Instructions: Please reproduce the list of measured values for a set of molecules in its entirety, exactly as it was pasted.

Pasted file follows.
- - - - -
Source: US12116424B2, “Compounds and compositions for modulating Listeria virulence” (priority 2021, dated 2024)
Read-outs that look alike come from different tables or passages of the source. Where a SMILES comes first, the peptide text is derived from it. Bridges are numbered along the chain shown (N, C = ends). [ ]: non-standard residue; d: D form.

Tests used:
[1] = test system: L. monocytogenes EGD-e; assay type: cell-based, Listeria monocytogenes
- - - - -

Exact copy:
Source: US12116424B2, “Compounds and compositions for modulating Listeria virulence” (priority 2021, dated 2024)
Read-outs that look alike come from different tables or passages of the source. Where a SMILES comes first, the peptide text is derived from it. Bridges are numbered along the chain shown (N, C = ends). [ ]: non-standard residue; d: D form.

Tests used:
[1] = test system: L. monocytogenes EGD-e; assay type: cell-based, Listeria monocytogenes